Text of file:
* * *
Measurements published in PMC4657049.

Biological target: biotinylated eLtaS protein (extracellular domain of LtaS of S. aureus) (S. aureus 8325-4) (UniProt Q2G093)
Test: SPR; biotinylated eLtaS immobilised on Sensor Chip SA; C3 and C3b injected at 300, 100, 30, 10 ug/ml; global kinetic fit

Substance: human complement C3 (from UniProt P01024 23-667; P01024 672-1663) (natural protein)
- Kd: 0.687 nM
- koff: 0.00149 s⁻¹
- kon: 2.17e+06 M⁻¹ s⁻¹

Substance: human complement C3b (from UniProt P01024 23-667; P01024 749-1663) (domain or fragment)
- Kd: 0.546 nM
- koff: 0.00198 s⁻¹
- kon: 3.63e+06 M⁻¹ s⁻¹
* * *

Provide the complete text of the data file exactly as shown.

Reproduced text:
Measurements published in PMC4657049.

Biological target: biotinylated eLtaS protein (extracellular domain of LtaS of S. aureus) (S. aureus 8325-4) (UniProt Q2G093)
Test: SPR; biotinylated eLtaS immobilised on Sensor Chip SA; C3 and C3b injected at 300, 100, 30, 10 ug/ml; global kinetic fit

Substance: human complement C3 (from UniProt P01024 23-667; P01024 672-1663) (natural protein)
- Kd: 0.687 nM
- koff: 0.00149 s⁻¹
- kon: 2.17e+06 M⁻¹ s⁻¹

Substance: human complement C3b (from UniProt P01024 23-667; P01024 749-1663) (domain or fragment)
- Kd: 0.546 nM
- koff: 0.00198 s⁻¹
- kon: 3.63e+06 M⁻¹ s⁻¹